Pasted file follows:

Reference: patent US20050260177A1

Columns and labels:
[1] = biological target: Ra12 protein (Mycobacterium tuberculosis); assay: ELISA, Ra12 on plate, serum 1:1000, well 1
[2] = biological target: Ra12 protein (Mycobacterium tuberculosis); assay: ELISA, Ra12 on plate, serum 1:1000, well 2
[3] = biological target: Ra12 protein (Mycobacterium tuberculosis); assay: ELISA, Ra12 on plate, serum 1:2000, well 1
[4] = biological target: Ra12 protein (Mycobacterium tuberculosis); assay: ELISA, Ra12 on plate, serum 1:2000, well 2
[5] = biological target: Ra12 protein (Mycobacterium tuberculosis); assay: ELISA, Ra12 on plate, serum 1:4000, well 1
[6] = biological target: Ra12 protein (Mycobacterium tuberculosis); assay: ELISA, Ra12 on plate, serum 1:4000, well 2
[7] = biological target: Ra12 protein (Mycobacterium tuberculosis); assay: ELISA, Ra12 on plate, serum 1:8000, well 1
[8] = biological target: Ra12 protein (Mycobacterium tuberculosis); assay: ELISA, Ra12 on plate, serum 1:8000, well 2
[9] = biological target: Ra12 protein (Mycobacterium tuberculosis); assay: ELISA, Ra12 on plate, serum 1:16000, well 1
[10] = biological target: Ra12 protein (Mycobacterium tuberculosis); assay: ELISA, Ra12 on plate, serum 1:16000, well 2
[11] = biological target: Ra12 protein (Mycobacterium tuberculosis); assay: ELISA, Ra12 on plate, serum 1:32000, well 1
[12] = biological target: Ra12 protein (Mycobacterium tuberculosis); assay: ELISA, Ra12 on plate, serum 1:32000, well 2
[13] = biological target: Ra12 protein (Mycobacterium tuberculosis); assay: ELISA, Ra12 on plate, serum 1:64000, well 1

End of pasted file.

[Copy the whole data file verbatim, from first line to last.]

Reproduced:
Reference: patent US20050260177A1

Columns and labels:
[1] = biological target: Ra12 protein (Mycobacterium tuberculosis); assay: ELISA, Ra12 on plate, serum 1:1000, well 1
[2] = biological target: Ra12 protein (Mycobacterium tuberculosis); assay: ELISA, Ra12 on plate, serum 1:1000, well 2
[3] = biological target: Ra12 protein (Mycobacterium tuberculosis); assay: ELISA, Ra12 on plate, serum 1:2000, well 1
[4] = biological target: Ra12 protein (Mycobacterium tuberculosis); assay: ELISA, Ra12 on plate, serum 1:2000, well 2
[5] = biological target: Ra12 protein (Mycobacterium tuberculosis); assay: ELISA, Ra12 on plate, serum 1:4000, well 1
[6] = biological target: Ra12 protein (Mycobacterium tuberculosis); assay: ELISA, Ra12 on plate, serum 1:4000, well 2
[7] = biological target: Ra12 protein (Mycobacterium tuberculosis); assay: ELISA, Ra12 on plate, serum 1:8000, well 1
[8] = biological target: Ra12 protein (Mycobacterium tuberculosis); assay: ELISA, Ra12 on plate, serum 1:8000, well 2
[9] = biological target: Ra12 protein (Mycobacterium tuberculosis); assay: ELISA, Ra12 on plate, serum 1:16000, well 1
[10] = biological target: Ra12 protein (Mycobacterium tuberculosis); assay: ELISA, Ra12 on plate, serum 1:16000, well 2
[11] = biological target: Ra12 protein (Mycobacterium tuberculosis); assay: ELISA, Ra12 on plate, serum 1:32000, well 1
[12] = biological target: Ra12 protein (Mycobacterium tuberculosis); assay: ELISA, Ra12 on plate, serum 1:32000, well 2
[13] = biological target: Ra12 protein (Mycobacterium tuberculosis); assay: ELISA, Ra12 on plate, serum 1:64000, well 1